The author attacks an argument which is different from, and usually weaker than, the opposition’s best argument.
- "Straw man has always been the stock-in-trade of advertisers. A Holiday Inn TV spot run several years ago was typical of the genre. It pictured someone telephoning a competitor to find out whether they had a motel in Fargo, North Dakota, and being told no, then asking if there happened to be one in the area and being told yes, in Cleveland, Ohio. (This spot wasn't as effective as it might have been because lots of viewers had no idea how far Cleveland is from Fargo.) In the same vein, a U.S. Postal service commercial once pictured competitors trying to deliver packages with rickety old planes that fell apart on camera; IBM once touted its laser printers by comparing them with those of a pseudo-competing product unable to collate printed material and therefore not really in competition with the printers IBM was touting." (Kahane & Cavender, Logic and Contemporary Rhetoric, p. 58.)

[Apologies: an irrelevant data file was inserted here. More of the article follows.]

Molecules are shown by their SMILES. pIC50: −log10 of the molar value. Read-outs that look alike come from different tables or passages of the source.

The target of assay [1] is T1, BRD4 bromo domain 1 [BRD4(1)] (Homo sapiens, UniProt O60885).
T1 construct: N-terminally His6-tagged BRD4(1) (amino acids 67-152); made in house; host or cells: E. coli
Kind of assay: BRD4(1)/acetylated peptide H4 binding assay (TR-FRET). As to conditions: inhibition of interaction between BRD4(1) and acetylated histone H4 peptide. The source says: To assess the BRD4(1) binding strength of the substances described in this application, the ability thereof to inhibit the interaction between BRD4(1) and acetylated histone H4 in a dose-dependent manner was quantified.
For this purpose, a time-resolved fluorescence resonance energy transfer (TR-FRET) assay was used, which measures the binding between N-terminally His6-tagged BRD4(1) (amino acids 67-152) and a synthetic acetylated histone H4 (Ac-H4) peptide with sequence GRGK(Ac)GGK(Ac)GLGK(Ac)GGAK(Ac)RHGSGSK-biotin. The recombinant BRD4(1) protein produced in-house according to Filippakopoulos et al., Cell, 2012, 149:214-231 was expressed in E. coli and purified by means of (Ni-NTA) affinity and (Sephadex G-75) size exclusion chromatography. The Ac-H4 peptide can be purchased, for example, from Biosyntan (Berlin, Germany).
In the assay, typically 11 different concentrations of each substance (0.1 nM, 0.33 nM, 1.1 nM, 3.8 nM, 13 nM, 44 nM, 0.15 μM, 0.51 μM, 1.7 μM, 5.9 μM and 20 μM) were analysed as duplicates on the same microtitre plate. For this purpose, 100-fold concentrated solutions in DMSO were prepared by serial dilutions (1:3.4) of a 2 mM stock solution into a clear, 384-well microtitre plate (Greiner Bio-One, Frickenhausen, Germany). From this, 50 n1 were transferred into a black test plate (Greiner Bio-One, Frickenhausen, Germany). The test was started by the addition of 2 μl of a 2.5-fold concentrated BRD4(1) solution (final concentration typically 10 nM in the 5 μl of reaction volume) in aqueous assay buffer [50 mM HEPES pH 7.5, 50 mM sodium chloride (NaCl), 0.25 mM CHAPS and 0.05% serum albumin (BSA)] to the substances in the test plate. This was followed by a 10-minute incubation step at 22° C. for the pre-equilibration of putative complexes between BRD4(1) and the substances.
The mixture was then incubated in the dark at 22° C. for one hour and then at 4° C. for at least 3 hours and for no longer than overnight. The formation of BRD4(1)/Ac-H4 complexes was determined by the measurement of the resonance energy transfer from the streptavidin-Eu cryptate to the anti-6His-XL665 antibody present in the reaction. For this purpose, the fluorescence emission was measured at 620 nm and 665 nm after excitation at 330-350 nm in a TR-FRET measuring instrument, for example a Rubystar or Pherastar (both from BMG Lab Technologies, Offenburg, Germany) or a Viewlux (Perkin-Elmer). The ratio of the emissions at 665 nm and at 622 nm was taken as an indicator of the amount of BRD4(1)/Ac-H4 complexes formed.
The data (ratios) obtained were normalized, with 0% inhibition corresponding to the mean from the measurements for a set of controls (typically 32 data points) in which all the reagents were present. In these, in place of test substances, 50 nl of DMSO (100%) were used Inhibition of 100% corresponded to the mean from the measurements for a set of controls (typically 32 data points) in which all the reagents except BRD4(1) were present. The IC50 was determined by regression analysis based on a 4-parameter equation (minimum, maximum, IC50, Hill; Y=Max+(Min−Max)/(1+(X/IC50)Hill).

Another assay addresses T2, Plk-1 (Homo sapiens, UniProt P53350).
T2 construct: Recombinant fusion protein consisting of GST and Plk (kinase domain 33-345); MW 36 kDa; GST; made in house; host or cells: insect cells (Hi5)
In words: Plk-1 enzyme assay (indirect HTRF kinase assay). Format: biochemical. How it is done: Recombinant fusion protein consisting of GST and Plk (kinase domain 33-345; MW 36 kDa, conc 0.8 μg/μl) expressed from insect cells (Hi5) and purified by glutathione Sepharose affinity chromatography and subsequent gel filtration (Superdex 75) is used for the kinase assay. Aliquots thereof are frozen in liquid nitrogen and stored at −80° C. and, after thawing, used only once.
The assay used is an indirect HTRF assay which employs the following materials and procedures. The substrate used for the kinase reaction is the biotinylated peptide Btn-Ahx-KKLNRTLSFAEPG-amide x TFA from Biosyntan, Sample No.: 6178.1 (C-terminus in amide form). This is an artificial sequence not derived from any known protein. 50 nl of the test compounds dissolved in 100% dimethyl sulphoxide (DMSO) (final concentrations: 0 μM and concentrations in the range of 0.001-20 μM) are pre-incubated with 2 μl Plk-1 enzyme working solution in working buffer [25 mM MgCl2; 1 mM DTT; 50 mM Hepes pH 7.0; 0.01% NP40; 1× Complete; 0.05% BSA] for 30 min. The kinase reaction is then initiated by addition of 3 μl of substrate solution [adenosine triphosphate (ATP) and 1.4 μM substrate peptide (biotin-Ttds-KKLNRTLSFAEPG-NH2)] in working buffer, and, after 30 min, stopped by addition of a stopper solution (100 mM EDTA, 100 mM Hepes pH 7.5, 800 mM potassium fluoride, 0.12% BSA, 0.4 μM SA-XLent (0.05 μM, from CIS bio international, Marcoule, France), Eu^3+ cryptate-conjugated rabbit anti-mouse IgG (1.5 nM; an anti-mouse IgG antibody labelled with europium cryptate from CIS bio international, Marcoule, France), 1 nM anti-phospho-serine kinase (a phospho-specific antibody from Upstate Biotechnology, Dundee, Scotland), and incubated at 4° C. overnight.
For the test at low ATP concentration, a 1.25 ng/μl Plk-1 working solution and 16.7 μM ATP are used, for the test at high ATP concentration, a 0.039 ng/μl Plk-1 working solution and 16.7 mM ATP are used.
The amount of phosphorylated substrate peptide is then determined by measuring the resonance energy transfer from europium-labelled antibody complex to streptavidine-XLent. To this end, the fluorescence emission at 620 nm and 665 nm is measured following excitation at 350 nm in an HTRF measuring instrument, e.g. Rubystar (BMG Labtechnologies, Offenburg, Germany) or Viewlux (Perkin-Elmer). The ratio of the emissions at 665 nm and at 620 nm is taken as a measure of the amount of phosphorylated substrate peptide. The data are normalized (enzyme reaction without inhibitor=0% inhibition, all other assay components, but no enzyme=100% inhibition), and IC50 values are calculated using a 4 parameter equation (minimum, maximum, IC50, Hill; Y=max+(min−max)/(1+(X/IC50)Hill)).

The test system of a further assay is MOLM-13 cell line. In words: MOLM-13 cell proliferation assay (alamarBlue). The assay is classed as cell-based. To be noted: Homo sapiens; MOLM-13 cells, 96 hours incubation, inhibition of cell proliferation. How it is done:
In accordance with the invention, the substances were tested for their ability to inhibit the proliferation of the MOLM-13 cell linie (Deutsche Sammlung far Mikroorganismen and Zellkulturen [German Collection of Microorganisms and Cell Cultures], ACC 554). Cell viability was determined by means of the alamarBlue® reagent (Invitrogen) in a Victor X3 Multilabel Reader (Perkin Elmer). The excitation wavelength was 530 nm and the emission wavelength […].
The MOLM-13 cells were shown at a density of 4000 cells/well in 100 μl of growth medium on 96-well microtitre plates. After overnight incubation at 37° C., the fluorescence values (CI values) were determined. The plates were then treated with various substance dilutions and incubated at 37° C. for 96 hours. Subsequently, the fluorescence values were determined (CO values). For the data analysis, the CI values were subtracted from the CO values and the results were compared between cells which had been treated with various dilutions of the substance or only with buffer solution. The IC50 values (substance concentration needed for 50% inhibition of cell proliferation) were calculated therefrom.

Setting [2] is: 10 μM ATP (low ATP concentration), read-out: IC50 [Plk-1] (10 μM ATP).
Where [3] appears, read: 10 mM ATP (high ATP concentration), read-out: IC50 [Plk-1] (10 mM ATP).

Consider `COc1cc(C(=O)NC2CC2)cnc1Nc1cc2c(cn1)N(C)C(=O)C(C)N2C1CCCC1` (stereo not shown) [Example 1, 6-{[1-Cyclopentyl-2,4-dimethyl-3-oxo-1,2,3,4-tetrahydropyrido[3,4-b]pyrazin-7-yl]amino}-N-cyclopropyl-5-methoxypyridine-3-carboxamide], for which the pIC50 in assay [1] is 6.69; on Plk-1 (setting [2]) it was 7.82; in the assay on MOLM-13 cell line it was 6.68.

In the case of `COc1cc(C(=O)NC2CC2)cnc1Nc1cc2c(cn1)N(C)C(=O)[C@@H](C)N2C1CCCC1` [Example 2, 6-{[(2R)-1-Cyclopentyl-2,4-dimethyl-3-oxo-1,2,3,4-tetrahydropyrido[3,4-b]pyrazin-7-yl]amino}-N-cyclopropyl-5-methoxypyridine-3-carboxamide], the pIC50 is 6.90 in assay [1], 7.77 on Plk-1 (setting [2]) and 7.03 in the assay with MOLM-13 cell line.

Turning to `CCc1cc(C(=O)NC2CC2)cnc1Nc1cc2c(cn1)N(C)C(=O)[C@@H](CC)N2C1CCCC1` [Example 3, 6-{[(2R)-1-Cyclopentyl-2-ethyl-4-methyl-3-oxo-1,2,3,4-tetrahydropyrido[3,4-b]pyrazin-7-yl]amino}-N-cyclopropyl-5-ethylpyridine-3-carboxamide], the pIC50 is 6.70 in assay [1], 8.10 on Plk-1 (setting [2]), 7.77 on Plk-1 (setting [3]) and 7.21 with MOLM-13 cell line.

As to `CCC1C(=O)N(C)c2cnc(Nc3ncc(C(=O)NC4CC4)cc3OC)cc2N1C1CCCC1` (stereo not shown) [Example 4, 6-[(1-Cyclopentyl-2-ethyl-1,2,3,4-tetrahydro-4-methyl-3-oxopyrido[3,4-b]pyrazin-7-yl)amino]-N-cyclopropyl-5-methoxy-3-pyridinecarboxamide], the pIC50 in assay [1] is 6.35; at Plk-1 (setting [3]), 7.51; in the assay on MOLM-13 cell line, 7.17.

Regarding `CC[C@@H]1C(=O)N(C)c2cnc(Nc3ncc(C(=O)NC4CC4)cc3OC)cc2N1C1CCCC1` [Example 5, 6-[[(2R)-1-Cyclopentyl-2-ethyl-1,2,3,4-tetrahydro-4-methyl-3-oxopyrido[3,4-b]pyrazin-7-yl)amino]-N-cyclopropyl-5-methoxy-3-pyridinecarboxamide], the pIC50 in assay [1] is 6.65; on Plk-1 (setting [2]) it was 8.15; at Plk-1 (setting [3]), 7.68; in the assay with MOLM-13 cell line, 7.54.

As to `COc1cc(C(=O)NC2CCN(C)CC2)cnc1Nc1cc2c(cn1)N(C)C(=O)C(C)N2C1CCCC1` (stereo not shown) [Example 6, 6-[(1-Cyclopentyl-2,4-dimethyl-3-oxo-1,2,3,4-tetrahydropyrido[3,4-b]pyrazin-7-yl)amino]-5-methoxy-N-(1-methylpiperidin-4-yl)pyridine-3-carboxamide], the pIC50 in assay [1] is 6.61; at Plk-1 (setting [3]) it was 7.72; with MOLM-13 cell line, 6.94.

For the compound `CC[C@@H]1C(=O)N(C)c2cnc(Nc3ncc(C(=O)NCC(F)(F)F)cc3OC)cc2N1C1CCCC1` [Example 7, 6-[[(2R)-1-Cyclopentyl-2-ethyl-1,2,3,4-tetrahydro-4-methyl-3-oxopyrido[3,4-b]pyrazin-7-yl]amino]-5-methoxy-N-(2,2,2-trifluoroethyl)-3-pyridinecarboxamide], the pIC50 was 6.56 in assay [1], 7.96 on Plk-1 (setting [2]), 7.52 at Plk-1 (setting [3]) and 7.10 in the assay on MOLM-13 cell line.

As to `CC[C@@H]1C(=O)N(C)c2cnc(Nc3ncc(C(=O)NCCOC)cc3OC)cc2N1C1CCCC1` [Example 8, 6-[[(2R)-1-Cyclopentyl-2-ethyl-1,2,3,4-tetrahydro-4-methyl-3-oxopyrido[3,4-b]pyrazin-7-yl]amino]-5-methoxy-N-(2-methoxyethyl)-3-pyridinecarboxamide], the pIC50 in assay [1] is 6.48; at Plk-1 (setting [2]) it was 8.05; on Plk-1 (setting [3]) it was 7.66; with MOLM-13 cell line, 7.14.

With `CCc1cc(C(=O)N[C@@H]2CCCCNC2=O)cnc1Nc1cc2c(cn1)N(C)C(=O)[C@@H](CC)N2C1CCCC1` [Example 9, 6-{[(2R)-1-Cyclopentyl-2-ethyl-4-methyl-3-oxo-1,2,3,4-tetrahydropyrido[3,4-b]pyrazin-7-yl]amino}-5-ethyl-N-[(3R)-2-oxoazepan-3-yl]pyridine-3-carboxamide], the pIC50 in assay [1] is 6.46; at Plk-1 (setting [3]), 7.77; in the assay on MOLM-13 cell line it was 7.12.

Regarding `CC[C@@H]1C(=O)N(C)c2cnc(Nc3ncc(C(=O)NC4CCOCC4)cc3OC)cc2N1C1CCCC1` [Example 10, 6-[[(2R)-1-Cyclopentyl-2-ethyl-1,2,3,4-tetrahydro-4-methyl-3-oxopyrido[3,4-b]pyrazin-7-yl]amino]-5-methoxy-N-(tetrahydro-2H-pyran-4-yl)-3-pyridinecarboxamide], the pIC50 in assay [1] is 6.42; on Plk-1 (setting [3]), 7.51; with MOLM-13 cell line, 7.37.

- We should have conscription. People don't want to enter the military because they find it an inconvenience. But they should realize that there are more important things than convenience.